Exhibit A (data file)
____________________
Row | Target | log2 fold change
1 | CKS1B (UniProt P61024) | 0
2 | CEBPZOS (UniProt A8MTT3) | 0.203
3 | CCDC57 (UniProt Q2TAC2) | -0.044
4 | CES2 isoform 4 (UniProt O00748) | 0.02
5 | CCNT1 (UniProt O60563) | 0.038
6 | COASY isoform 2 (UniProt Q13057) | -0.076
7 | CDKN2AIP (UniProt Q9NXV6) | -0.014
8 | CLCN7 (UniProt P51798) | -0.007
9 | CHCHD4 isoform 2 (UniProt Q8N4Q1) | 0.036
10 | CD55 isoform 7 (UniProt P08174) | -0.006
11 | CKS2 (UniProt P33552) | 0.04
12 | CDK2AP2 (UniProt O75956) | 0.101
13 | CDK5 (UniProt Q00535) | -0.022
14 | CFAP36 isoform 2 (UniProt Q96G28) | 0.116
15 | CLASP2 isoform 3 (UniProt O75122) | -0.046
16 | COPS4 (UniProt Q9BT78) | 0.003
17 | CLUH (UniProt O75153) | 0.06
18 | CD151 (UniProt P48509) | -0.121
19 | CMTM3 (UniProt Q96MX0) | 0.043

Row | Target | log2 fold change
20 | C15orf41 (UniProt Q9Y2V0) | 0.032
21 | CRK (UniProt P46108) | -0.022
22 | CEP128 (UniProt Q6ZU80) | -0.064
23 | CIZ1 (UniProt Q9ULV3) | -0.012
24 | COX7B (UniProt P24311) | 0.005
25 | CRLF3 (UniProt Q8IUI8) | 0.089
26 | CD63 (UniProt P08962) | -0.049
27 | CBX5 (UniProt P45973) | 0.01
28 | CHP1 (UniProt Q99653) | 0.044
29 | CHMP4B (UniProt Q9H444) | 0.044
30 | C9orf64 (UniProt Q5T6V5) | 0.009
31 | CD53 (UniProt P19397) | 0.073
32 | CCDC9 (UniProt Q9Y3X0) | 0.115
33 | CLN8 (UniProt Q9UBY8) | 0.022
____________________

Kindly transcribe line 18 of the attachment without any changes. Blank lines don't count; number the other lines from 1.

17 | CLUH (UniProt O75153) | 0.06